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  1. Hello all, I am new to GreenSock and the forum. I must say I am loving it! We are doing a Cordova mobile app with React. We started using GSAP for all the animations. This works great in Ripple and also physical Android devices. Even older Android devices, which we were sure were going to be a problem, everything is running super smooth. The problem is with iOS devices. We have tried iPhone 5S with both iOS 8.x.x and 9.x and also iPhone 6 and 6 Plus and on all of them performance is really bad. Animations are chopping up and stuttering all over the place. I tried adding the translate3d transform and also adding force3D to the options object and nothing helps. In the codepen the red div slides down more than one screen length and I know this is a lot of pixels to animate, but what works fine on an S3 I would expect to work better on an iPhone 6. Any tips for me? Thanks!
  2. Hi there. I'm trying to create a simple shooting star effect by scaling a rotated div. First of all the div scales out as though the star is streaking across (which is correct), then the scale collapses changing it's transform origin. However, as you see in the codepen the div jumps around. I'll probably make a work around and scale an image instead of a rotated div, but I thought I'd check to see if there was a way to do this utilizing only code. JS TweenMax.set('#star', {rotation:-30}); TweenMax.from("#star", .5, {scaleX:0}); TweenMax.to("#star", .5, {scaleX:0, transformOrigin:"left", delay:.5}); HTML <div id="star"> </div> CSS star { position:absolute; top:-1; left:68px; width:285px; height:94px; border-top:1px solid #fff; opacity:.5; }
  3. mramsey

    GSAP in Celtra

    Hey all, I asked this question on an earlier thread, only to realize it was a poll. So here it goes again: I'm new to using the Celtra platform and know very little JS (more a designer but very familiar with GS for Flash). Is there anyway you can send me the code block that you inserted into the Execute JS event to get you up and running with GSAP In Celtra. Do you add it to the screen you're on, or on a Frame Div? I've tried many options, watched the Custom Development webinar and I still can't seem to get it to work. Thank you in advance! Marc
  4. Hi all, This is a basic question that I've yet to find answered... how do site administrator's implement GSAP banners? I've prepared a test banner file set, based on the example banners on Greensock's site, and the administrator is unsure how to use it. What are the best practices for serving GSAP banners? Thanks!
  5. I'm trying to get this tween to work with an eventListener, and it works fine if I pull it out of it, but as soon as it's back in the event listener, nothing happens. I've also tried doing it with jquery and using .play() and .pause() and I am getting the same issue. I also tried setting the event listener to the clippath itself, rather than the circle, and no joy. No idea what's wrong here! I'm working directly off this other codepen and it works fine there. http://codepen.io/rorytawn/pen/OVeWNB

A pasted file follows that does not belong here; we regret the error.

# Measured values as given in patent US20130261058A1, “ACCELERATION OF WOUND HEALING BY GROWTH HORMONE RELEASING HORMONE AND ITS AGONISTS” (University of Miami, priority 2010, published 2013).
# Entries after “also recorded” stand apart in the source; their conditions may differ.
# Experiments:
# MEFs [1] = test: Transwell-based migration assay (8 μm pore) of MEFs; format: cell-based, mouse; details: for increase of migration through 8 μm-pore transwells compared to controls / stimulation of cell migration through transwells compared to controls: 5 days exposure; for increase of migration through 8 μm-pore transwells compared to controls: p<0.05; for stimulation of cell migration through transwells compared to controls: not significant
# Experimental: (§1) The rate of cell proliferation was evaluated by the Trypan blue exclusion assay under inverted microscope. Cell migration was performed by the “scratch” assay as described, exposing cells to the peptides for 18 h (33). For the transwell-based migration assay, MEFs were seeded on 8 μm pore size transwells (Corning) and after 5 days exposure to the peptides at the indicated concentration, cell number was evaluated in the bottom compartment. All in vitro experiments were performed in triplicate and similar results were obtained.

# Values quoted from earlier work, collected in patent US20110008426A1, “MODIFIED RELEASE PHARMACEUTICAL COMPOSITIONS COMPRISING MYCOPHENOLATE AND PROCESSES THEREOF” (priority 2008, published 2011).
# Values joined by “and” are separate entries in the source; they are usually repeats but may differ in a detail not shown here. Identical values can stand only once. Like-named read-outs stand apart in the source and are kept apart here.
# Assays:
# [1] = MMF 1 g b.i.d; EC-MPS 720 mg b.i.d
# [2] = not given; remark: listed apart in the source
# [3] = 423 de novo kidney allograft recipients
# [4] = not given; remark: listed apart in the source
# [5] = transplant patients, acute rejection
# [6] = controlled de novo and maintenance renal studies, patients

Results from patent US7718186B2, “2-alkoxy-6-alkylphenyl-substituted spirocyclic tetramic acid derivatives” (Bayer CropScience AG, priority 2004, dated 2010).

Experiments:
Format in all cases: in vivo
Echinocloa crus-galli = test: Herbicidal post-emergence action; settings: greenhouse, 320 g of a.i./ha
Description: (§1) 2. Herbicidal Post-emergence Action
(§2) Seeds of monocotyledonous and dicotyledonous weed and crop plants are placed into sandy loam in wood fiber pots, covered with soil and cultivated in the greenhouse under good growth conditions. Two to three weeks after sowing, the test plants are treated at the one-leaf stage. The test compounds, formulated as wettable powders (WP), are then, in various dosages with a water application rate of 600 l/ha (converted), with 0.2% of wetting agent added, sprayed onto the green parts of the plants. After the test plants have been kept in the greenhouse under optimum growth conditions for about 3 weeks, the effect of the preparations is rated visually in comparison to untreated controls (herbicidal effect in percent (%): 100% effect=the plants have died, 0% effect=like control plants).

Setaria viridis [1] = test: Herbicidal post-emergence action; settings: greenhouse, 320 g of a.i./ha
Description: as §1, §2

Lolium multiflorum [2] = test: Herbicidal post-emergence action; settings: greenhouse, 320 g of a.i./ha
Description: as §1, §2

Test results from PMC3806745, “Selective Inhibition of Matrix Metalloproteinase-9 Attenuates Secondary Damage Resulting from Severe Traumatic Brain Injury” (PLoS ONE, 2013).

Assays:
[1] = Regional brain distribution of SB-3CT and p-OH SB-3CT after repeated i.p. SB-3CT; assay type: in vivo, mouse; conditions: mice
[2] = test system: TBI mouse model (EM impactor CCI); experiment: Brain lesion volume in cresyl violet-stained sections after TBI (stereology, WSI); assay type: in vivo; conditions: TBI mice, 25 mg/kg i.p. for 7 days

6. Hi there. I'm working on an ad (can't share the actual images for) The behavior is different in IE9 from all other browsers. (i don't have access to test on anything above IE9) I haven't encountered this issue before. In addition, these are transparent png with drop shadows, the drop shadows fill while it's animating. As you can see from the following code: var i = 0; var a = 1; var d = .5; var d2 = .55; var d3 = .56; var t = .5; var tt = .25; var e = Power2.easeOut; TweenMax.set("#container", {alpha:a, ease:e}); TweenMax.to("#jacket", t, {y:35, x:-20, delay:d, ease:e}); TweenMax.to("#helmet", t, {y:66, x:-14, delay:d3, ease:e}); TweenMax.to("#goggles", t, {x:-105, y:10, delay:d2, ease:e}); TweenMax.to("#boots", t, {y:-6, x:16, delay:d2, ease:e}); TweenMax.to("#shirt", t, {y:-5, x:98, delay:d, ease:e}); TweenMax.to("#shoes", t, {x:-40, y:2, delay:d2, ease:e}); //TweenMax.to("#hat", t, {x:-100, delay:d3, ease:e}); TweenMax.to("#txt1", tt, {alpha:i, delay:2}); TweenMax.to("#txt2", tt, {alpha:i, delay:2.1}); TweenMax.to("#txt3", tt, {alpha:i, delay:2.2}); TweenMax.from("#txt2_1", tt, {y:25, alpha:i, delay:2.3}); TweenMax.from("#txt2_2", tt, {y:35, alpha:i, delay:2.4}); TweenMax.from("#bar", tt, {y:35, alpha:i, delay:2.5}); TweenMax.from("#txt2_3", tt, {y:35, alpha:i, delay:2.6}); TweenMax.from("#cta", tt, {y:35, alpha:i, delay:2.7}); I'm doing tweens on divs moving them based on their x and y positions. Looks great in everything but IE9 as I mentioned above. If you watch for example, the direction the #shirt div moves in any browser and then try in IE9. Moves in the opposite direction. Any suggestions? I tried switching the x and y to left/right top/bottom to no avail. I know MSFT is not supporting IE and I'm trying to guide my work off of 9, atleast, but in the meantime I could use some help. Thanks in advance for any tips.
  7. I have some troubles with progress and totalProgress methods. When you hover wave, penguin will go to your cursor position. I want: if cursor position to the left than penguin, penguin must follow by cursor, but now his animation continues. Also I need that penguin make backflip when his position and cursor's position are equal. Also when cursor leave wave picture, he must go on the top of the wave and drifting on the waves. But all of it after. Thank. Sorry for my English. http://codepen.io/anon/pen/gaeoEy